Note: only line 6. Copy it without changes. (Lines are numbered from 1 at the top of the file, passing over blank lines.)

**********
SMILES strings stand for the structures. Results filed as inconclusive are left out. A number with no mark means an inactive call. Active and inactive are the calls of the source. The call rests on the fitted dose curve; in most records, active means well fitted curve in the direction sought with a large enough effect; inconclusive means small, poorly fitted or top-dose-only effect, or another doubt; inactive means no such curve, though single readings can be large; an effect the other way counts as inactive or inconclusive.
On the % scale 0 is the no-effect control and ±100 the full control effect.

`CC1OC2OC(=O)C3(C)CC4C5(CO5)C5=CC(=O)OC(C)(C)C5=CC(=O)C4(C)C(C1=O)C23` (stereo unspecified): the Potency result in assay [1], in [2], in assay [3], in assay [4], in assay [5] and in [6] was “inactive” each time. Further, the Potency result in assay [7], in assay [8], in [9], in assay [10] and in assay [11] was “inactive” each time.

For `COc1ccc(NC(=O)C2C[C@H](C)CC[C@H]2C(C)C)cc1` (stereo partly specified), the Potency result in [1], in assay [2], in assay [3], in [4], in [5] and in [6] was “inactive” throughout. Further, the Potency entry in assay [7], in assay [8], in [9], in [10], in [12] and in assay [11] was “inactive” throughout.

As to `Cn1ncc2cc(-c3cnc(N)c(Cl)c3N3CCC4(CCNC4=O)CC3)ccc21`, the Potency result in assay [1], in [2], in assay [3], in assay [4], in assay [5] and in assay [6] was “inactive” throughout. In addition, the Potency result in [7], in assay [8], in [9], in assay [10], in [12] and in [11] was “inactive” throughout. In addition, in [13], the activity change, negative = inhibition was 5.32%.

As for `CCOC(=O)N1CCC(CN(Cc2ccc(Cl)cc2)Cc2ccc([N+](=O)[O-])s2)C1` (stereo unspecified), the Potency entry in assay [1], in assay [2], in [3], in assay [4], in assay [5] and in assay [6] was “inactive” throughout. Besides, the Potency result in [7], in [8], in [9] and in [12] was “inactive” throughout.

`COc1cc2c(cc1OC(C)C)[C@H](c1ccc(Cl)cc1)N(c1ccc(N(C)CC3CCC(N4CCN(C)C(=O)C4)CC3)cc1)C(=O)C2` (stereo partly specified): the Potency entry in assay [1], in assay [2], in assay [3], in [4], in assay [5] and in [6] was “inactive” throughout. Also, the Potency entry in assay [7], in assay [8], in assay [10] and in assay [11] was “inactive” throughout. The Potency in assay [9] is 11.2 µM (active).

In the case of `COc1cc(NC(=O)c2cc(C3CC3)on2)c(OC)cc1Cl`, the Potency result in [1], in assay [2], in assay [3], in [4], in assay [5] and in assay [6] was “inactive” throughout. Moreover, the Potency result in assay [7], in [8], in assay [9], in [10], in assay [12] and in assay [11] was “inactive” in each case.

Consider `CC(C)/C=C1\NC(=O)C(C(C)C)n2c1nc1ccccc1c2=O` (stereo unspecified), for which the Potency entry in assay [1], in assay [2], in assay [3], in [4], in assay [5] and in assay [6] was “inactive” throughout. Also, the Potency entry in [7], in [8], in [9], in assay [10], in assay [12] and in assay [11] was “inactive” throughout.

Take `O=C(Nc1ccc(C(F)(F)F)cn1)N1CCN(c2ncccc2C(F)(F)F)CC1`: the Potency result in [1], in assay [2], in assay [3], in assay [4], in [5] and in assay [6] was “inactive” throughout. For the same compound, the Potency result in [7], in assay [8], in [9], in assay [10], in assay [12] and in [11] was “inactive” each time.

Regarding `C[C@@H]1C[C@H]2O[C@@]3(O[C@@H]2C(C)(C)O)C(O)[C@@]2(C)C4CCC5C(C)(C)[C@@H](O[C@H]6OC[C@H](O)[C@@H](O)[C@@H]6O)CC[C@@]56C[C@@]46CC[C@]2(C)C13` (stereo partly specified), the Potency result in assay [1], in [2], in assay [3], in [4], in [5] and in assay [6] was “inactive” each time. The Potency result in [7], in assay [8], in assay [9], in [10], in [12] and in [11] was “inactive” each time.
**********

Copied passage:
As for `CCOC(=O)N1CCC(CN(Cc2ccc(Cl)cc2)Cc2ccc([N+](=O)[O-])s2)C1` (stereo unspecified), the Potency entry in assay [1], in assay [2], in [3], in assay [4], in assay [5] and in assay [6] was “inactive” throughout. Besides, the Potency result in [7], in [8], in [9] and in [12] was “inactive” throughout.